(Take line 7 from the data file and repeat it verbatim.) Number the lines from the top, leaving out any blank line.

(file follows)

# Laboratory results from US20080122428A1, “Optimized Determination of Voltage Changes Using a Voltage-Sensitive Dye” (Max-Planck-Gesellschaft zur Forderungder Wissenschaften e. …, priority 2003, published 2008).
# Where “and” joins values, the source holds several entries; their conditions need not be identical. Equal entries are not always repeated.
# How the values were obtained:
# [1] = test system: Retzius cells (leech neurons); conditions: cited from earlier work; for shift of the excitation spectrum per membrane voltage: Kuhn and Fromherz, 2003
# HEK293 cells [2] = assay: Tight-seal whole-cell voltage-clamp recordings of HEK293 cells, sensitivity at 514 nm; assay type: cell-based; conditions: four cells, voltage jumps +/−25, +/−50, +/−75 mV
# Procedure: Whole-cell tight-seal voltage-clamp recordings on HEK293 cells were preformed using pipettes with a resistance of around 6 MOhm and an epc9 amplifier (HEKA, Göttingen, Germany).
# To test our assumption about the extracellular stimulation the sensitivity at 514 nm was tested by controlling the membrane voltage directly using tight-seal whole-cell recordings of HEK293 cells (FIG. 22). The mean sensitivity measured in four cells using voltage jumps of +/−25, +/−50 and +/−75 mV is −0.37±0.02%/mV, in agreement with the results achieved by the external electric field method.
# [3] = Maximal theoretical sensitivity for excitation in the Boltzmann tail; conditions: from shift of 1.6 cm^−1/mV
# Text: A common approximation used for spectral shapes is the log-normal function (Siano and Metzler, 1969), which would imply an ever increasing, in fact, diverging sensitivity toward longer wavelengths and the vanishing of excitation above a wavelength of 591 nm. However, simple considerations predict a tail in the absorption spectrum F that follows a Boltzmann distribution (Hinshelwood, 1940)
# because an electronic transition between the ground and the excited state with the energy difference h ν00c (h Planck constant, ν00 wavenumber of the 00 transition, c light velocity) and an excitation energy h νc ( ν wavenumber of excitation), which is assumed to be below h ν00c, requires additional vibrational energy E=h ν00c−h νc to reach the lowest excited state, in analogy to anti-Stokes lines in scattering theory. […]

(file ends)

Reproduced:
# To test our assumption about the extracellular stimulation the sensitivity at 514 nm was tested by controlling the membrane voltage directly using tight-seal whole-cell recordings of HEK293 cells (FIG. 22). The mean sensitivity measured in four cells using voltage jumps of +/−25, +/−50 and +/−75 mV is −0.37±0.02%/mV, in agreement with the results achieved by the external electric field method.